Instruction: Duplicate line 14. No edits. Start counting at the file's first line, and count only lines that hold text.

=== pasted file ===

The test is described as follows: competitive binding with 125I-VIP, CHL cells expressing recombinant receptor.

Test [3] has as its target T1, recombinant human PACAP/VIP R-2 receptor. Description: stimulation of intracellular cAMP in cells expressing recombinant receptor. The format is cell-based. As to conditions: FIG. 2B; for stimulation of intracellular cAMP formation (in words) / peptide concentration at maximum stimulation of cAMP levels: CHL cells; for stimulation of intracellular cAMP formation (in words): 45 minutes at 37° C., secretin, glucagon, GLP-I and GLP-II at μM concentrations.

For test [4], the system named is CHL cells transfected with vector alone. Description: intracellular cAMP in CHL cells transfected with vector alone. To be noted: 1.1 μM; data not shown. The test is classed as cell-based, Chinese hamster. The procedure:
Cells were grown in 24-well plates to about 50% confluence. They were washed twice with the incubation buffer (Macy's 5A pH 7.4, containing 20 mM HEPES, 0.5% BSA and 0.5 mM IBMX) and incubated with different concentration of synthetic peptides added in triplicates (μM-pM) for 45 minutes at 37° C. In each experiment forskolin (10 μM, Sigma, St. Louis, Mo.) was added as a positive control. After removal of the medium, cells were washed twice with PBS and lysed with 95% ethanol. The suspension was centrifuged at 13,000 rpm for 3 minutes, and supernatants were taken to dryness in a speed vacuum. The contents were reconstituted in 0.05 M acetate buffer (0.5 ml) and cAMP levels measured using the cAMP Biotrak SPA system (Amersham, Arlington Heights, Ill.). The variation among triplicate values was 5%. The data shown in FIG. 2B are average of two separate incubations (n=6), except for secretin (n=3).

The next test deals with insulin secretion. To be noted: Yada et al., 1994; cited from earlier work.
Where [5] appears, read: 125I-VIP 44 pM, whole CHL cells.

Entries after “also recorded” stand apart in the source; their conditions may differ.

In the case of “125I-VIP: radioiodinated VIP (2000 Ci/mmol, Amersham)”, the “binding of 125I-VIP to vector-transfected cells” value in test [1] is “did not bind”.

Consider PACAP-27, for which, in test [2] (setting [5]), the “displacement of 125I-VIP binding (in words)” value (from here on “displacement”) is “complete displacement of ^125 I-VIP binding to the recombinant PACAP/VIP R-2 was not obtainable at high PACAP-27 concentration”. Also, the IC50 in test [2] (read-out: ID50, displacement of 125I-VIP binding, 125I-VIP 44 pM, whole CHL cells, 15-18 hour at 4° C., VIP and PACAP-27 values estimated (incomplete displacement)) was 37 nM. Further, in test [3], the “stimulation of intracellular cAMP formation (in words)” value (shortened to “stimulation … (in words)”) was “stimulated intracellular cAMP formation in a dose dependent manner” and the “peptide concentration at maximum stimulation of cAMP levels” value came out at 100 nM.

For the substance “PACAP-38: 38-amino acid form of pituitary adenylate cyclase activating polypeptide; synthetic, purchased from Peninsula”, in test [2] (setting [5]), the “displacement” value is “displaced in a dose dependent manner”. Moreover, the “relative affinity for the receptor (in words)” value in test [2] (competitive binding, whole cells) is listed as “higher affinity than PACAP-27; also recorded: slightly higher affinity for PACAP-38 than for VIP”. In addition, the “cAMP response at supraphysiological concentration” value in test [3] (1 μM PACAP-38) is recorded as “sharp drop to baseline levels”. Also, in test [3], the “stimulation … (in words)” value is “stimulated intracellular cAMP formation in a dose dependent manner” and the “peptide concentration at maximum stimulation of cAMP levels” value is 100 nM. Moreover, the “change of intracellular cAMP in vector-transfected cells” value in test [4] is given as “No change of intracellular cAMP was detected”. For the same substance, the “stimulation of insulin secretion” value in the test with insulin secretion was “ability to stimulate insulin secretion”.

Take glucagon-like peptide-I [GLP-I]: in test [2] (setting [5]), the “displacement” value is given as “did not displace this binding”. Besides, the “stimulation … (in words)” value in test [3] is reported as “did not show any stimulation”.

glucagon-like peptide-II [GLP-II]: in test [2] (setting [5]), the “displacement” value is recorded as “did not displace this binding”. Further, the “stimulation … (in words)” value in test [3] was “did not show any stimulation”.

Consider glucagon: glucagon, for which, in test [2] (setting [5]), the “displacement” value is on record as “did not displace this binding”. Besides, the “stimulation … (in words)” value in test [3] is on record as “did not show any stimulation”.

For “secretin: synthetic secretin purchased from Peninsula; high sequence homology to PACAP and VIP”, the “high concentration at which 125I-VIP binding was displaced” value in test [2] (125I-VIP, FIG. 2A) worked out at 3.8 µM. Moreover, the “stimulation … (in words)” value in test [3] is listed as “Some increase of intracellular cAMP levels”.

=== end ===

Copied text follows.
For “secretin: synthetic secretin purchased from Peninsula; high sequence homology to PACAP and VIP”, the “high concentration at which 125I-VIP binding was displaced” value in test [2] (125I-VIP, FIG. 2A) worked out at 3.8 µM. Moreover, the “stimulation … (in words)” value in test [3] is listed as “Some increase of intracellular cAMP levels”.